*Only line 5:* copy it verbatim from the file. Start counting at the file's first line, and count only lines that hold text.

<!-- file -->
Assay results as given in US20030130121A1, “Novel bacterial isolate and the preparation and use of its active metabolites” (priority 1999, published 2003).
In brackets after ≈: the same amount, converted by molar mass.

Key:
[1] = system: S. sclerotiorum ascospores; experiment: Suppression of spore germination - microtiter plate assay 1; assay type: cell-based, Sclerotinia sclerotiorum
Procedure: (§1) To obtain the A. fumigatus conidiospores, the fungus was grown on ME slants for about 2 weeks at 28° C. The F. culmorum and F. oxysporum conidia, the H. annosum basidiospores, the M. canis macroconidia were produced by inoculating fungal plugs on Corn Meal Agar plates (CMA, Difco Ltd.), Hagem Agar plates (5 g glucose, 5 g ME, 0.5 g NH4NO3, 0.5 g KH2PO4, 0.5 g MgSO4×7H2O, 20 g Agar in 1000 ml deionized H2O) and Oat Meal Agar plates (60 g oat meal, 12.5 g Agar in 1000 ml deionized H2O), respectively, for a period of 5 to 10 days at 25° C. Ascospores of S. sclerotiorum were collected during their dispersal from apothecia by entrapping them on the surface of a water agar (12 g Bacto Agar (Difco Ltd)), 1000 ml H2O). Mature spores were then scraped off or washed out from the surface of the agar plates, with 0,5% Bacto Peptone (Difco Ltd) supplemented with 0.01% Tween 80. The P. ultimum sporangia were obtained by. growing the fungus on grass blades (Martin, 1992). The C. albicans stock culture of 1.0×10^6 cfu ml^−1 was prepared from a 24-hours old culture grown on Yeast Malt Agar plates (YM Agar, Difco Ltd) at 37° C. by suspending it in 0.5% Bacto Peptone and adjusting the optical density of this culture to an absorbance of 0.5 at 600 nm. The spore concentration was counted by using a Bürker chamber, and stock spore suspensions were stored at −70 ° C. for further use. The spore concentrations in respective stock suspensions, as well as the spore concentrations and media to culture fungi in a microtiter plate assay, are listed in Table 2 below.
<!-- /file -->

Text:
Procedure: (§1) To obtain the A. fumigatus conidiospores, the fungus was grown on ME slants for about 2 weeks at 28° C. The F. culmorum and F. oxysporum conidia, the H. annosum basidiospores, the M. canis macroconidia were produced by inoculating fungal plugs on Corn Meal Agar plates (CMA, Difco Ltd.), Hagem Agar plates (5 g glucose, 5 g ME, 0.5 g NH4NO3, 0.5 g KH2PO4, 0.5 g MgSO4×7H2O, 20 g Agar in 1000 ml deionized H2O) and Oat Meal Agar plates (60 g oat meal, 12.5 g Agar in 1000 ml deionized H2O), respectively, for a period of 5 to 10 days at 25° C. Ascospores of S. sclerotiorum were collected during their dispersal from apothecia by entrapping them on the surface of a water agar (12 g Bacto Agar (Difco Ltd)), 1000 ml H2O). Mature spores were then scraped off or washed out from the surface of the agar plates, with 0,5% Bacto Peptone (Difco Ltd) supplemented with 0.01% Tween 80. The P. ultimum sporangia were obtained by. growing the fungus on grass blades (Martin, 1992). The C. albicans stock culture of 1.0×10^6 cfu ml^−1 was prepared from a 24-hours old culture grown on Yeast Malt Agar plates (YM Agar, Difco Ltd) at 37° C. by suspending it in 0.5% Bacto Peptone and adjusting the optical density of this culture to an absorbance of 0.5 at 600 nm. The spore concentration was counted by using a Bürker chamber, and stock spore suspensions were stored at −70 ° C. for further use. The spore concentrations in respective stock suspensions, as well as the spore concentrations and media to culture fungi in a microtiter plate assay, are listed in Table 2 below.